Mulled Wine Spiced Buns

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I have been working at perfecting my Christmas Bun recipe and with these beauties I think I finally have it. Baking them will make your whole house smell like Christmas, and then you get the joy of eating them too. If you’re not feeling festive yet then I urge you to get in the kitchen, put on some Christmas Carols and bake yourself into feeling merry.

The filling is a combination of brown sugar, booze-soaked currants, orange zest and an array of spices that would usually be at home in a pot of mulled wine. Any residual rum from the soaking goes into making the bun glaze so nothing is wasted and the buns end up tasting like a ‘winter warmer’ (code for festive drink in my house.)

I used a large round cake tin instead of the usual square one to bake the buns in. I like to serve them all together, each bun still clinging to its neighbours, and think it looks pretty when they are aligned in this crown-like formation.

The bun dough may seem quite delicate but it is actually pretty forgiving. Don’t worry if it gets a bit squished after you roll it up and cut it into slices. Once they are left for the second prove they will spread out to fill the space, forgiving any dents and not look quite so small and puny.

It goes without saying that you are free to customise the filling according to your tastes (or what ingredients you already have in the cupboard). Follow the recipe for the ultimate Mulled Wine taste and aroma but sub in any other dried fruit or spices you have available should you wish!

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Mulled Wine Spiced Buns

Makes: 10 buns

Prep time: 30 minutes plus 1 hour 30 rising time

Baking time: 25 minutes

Ingredients:

  • 250ml non-dairy milk (I used almond)
  • 4 tbsp vegan butter, softened
  • 2 tbsp caster sugar
  • 1 packet (7g) fast action yeast
  • 1/2 tsp salt
  • 350-400g plain flour
  • 150g raisins
  • 60ml rum, brandy or other spirit of choice -cointreau would be nice
  • Spices:
  • 1 tbsp of ground cinnamon
  • 1 tbsp ground ginger
  • 1/2 tbsp ground cloves
  • 1/2 tsp ground nutmeg
  • 3 tbsp soft brown sugar
  • 75g icing sugar
  • Sugar pearls to decorate (optional)

Method:

  1. Heat the milk, half the butter and the caster sugar in a saucepan on a low heat until the milk is warm and butter and sugar have dissolved. You can take it off the heat before the butter has melted as the heat from the milk will continue to melt it. Set aside to cool for 10 minutes.
  2. While the milk is cooling measure out 350g of the flour into a bowl and add the yeast and salt and mix to combine. Check that the milk has cooled to body temperature and then add to the bowl with the flour, mixing quickly with a wooden spoon into a dough. If it looks too wet add in a few more tablespoons of flour. It will be very soft in texture – not like a bread dough. Turn out on to a floured surface and give a few gentle kneads to bring together. You’re not trying to stretch it out – just a few turns to combine.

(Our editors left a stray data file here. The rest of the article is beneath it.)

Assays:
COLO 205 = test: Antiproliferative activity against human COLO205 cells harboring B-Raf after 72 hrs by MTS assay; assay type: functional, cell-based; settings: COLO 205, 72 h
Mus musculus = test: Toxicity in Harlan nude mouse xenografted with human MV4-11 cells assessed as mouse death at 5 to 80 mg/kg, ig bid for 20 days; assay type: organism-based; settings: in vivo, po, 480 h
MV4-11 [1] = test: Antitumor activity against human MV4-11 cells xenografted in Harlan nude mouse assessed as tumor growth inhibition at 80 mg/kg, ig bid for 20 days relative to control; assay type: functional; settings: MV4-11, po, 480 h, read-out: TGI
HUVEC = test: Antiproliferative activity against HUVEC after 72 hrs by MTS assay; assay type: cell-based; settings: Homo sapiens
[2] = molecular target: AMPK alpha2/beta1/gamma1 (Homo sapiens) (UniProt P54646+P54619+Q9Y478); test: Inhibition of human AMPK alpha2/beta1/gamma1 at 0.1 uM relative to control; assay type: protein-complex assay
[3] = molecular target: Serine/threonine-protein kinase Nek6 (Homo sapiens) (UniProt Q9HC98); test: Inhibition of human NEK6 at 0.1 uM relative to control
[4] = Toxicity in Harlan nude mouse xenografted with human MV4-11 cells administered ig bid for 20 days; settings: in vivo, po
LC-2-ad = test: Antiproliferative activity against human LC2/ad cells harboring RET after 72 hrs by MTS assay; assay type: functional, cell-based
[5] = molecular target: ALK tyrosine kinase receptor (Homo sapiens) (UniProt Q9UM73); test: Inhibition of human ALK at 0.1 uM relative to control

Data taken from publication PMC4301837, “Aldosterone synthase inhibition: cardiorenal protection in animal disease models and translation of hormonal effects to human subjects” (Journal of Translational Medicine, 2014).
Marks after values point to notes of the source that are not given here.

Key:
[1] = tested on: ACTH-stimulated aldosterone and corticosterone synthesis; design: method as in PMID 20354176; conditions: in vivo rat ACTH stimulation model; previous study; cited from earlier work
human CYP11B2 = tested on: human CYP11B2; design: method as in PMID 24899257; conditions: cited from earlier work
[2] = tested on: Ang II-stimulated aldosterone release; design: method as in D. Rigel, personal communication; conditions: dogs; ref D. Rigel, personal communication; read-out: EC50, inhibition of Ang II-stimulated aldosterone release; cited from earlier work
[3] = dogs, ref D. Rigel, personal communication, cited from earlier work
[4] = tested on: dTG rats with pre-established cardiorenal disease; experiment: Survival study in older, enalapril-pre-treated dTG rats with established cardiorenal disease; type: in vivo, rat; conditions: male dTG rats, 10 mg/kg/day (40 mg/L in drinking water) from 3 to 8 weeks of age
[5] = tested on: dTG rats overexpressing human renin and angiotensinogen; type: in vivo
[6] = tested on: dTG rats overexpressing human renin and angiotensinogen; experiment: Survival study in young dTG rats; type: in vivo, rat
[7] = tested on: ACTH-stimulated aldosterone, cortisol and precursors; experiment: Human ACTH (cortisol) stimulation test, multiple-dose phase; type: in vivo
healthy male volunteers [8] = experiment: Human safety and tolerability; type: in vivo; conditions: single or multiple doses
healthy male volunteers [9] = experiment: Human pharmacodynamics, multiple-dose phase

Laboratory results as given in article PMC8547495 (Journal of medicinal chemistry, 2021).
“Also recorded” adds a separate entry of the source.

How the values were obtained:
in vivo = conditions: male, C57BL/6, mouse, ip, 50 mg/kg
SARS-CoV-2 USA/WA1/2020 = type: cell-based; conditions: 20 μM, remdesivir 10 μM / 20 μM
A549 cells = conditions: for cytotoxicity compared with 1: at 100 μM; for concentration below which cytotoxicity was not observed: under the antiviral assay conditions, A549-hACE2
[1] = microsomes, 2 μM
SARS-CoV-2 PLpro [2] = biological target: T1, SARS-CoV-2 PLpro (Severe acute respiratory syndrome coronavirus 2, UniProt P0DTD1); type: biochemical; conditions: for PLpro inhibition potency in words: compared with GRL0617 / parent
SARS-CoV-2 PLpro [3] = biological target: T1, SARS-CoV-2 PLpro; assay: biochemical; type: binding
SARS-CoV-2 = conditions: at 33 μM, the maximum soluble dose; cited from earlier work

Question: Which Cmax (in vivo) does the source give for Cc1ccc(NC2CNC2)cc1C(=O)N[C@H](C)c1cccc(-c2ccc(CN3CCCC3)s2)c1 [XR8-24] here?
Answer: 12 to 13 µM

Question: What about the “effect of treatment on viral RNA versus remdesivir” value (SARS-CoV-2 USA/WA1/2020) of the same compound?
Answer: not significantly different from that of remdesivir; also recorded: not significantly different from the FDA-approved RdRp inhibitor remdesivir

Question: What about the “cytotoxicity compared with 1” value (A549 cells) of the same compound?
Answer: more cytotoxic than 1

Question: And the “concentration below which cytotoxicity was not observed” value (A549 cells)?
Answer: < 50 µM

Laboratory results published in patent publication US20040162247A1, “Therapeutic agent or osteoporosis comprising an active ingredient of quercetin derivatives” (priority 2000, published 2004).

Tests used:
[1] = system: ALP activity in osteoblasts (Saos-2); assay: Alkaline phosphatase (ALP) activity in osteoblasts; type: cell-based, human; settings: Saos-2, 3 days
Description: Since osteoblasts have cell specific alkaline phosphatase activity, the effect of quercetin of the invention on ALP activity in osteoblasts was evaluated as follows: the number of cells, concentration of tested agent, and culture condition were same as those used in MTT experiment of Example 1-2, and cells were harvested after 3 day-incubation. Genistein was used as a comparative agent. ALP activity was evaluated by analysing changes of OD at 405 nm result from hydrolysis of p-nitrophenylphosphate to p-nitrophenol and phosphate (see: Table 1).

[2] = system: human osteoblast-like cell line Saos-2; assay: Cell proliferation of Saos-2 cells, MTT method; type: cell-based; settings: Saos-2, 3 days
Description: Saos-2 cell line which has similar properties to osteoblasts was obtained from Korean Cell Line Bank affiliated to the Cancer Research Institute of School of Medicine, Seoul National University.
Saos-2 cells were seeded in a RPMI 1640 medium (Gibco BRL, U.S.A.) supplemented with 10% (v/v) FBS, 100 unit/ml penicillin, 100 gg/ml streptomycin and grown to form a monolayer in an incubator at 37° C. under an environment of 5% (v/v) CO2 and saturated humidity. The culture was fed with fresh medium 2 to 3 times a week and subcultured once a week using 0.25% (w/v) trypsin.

3. Give the bowl a quick wipe and place the dough inside, cover with cling film and put in a warm place to rise until it has doubled in size, 45 mins – 1 hour.
  4. Meanwhile place your raisins in a bowl and cover with the rum. Place in the microwave for 30 seconds – 1 minute, give a quick stir and place to one side. The heat helps the fruit to absorb the liquid.
  5. When the dough has risen dust the surface with flour and tip out of the bowl. Knead the dough gently together, knocking the air out of it. It will be very soft and a little sticky, add a little more flour as needed. Roll out the dough into a rough rectangle around 35cm x 50cm. Don’t worry too much if it’s not a perfect rectangle!
  6. Set the currants to drain, keeping hold of any excess liquid.
  7. Spread the remaining 2 tablespoons of vegan butter onto the dough and sprinkle over the spices and brown sugar. I find it easier to mix the sugar and spices together in a bowl first to ensure equal distribution but it’s not essential. Grate over the zest of the orange and sprinkle the currants evenly on top.
  8. Starting on the long edge nearest you, start to tightly roll the dough up gently into a long sausage. Cut the dough into slices using a sharp knife. I make about 11 slices, including the ends (I bake these separately in ramekins). Place the buns into a greased tin, leaving space between each bun so they have room to rise.
  9. Cover and leave to rise for 25-35 minutes. Preheat oven to 180 °C.
  10. Once the buns are risen (they should have puffed up so they’re touching) place the tin in the oven for 25-30 minutes, by which time they should be golden on top and feel slightly soft in texture underneath when prodded.
  11. While the buns cool, make the glaze by mixing the icing sugar with the reserved soaking liquid from the currants, adding a little more water if necessary to get the icing to the right consistency to drip over the buns.
  12. Once they are completely cool, cover with the glaze, scatter over sugar decorations if you have any and eat 2 immediately. Store in an airtight container.

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